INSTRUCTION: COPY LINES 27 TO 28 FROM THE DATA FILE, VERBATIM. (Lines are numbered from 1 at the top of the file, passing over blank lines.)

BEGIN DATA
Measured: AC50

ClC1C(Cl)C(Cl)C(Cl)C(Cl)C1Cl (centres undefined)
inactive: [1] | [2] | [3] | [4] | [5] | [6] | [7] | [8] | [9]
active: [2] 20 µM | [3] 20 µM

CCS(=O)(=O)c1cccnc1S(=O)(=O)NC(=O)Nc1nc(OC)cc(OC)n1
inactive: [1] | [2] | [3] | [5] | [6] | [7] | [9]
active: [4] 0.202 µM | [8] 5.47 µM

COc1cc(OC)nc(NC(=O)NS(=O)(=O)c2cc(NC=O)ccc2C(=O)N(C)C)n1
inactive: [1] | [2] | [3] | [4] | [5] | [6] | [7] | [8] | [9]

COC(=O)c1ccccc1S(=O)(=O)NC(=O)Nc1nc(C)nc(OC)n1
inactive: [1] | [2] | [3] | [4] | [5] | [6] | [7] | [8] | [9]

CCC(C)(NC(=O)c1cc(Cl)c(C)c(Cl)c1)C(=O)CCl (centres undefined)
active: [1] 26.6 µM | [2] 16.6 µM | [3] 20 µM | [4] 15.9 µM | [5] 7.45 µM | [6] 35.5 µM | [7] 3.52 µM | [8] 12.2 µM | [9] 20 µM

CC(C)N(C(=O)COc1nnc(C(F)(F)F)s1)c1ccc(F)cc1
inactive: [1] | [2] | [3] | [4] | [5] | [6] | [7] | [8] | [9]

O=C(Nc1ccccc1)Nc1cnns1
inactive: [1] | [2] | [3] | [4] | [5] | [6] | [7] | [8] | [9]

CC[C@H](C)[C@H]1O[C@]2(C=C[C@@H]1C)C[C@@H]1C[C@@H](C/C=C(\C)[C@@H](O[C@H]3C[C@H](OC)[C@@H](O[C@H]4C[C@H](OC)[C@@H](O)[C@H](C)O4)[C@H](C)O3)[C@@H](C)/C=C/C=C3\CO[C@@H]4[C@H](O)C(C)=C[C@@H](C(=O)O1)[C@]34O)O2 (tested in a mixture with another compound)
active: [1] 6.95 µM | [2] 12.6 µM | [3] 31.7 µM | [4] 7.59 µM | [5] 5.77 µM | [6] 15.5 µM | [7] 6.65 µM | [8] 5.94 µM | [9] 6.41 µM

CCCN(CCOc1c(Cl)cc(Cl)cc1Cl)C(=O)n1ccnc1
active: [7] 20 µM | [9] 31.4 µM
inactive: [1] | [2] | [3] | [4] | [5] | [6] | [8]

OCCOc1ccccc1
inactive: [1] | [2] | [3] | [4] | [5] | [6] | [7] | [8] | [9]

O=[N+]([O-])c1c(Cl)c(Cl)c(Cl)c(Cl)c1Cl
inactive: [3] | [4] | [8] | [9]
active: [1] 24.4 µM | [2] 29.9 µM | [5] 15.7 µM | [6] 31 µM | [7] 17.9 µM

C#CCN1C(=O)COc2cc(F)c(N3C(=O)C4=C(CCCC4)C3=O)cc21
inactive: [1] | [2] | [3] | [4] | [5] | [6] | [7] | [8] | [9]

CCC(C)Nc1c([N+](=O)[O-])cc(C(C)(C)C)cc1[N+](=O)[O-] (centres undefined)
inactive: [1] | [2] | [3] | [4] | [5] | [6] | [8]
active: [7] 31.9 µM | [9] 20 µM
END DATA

active: [1] 24.4 µM | [2] 29.9 µM | [5] 15.7 µM | [6] 31 µM | [7] 17.9 µM

C#CCN1C(=O)COc2cc(F)c(N3C(=O)C4=C(CCCC4)C3=O)cc21